"I haven’t gotten to that in my bill-reading process yet. I’m sorry, I just haven’t, so I wouldn’t want to speak to that. I’ll get back to the capital tonight and do some more bill reading. That one hasn’t crossed my desk. At the right time, if you ask me that, I’ll give you a great answer."It has been noted on this blog and other sources that Facebook made it possible for Joplin teachers to contact students who were their Facebook "friends" and cut down greatly on the amount of time it took us to account for all of our students. But that is not the only legitimate purpose educators have for communicating with students through Facebook or other social networking sites.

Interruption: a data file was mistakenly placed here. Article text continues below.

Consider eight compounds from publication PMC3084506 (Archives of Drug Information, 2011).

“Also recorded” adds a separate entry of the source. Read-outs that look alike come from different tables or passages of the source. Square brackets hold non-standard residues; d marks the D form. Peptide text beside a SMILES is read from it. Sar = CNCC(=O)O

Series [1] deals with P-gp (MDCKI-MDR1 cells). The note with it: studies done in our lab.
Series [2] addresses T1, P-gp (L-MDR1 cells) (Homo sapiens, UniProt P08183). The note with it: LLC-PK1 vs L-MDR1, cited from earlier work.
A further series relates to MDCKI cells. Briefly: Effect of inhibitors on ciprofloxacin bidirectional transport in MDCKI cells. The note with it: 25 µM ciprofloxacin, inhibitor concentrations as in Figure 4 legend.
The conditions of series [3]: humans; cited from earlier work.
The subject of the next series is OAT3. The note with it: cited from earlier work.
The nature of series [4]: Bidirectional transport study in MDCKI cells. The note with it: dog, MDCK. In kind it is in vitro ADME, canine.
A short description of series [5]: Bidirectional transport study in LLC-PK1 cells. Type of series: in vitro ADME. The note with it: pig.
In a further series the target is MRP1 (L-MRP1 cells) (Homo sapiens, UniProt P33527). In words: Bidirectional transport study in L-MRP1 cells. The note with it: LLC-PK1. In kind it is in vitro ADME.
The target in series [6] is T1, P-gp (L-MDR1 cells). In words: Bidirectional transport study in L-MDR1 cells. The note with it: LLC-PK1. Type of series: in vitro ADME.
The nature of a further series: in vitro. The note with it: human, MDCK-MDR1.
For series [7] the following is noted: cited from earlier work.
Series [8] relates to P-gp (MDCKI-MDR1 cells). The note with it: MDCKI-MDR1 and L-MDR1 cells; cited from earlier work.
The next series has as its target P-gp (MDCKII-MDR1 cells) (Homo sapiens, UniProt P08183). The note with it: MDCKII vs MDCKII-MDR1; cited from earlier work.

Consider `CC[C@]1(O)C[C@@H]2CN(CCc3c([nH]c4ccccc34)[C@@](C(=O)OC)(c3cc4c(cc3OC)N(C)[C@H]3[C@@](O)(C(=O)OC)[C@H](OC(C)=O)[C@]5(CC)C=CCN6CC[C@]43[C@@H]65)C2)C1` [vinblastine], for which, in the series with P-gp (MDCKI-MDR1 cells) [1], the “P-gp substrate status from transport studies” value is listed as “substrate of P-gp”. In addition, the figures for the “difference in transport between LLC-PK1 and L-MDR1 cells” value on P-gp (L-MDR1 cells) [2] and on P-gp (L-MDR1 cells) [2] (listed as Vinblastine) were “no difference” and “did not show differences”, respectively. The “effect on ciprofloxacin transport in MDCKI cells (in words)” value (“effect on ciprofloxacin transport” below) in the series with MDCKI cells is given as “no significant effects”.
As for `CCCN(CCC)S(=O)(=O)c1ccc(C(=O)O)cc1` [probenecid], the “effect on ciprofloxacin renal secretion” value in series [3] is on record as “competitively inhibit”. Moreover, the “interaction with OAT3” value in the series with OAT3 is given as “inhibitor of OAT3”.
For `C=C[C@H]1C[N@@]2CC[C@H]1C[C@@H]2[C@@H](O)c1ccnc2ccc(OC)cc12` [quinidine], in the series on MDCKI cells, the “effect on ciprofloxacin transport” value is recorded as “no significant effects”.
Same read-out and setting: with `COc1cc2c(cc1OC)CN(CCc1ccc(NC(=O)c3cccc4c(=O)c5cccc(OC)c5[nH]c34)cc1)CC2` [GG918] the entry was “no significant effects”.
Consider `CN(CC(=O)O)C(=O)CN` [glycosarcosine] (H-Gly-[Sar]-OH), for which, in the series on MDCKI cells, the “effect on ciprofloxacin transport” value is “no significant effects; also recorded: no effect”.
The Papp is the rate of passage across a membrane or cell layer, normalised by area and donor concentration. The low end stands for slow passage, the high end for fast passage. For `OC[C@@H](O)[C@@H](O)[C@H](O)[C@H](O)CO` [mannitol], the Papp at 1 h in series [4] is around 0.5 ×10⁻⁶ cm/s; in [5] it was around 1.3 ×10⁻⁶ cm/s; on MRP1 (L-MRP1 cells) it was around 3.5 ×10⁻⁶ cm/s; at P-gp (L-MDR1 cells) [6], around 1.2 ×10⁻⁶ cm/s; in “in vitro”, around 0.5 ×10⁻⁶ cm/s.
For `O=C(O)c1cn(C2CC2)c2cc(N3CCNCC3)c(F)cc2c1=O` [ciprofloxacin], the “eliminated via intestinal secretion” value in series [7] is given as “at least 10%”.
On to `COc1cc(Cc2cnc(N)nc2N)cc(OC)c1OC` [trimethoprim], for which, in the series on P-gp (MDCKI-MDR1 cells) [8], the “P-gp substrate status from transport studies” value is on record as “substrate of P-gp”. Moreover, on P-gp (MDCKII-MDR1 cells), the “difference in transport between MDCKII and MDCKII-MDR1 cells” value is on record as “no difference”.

As I have been noting for months (in fact years, since this is not the first time Mrs. Cunningham has proposed this law), it is not just the emergency application of social networking that makes the bill so ridiculous, but also the educational aspects, as many teachers have incorporated Facebook. That provision of Mrs. Cunningham's Amy Hestir Student Protection Act does not do one thing to protect students from perverted teachers, and sadly, there are a few, but it does a lot to make things more difficult for those who have never crossed the boundaries between teachers and students, and it adds to the growing number of attempts made by Mrs. Cunningham and others to paint a false portrait of public school teachers based on the actions of a very minute minority.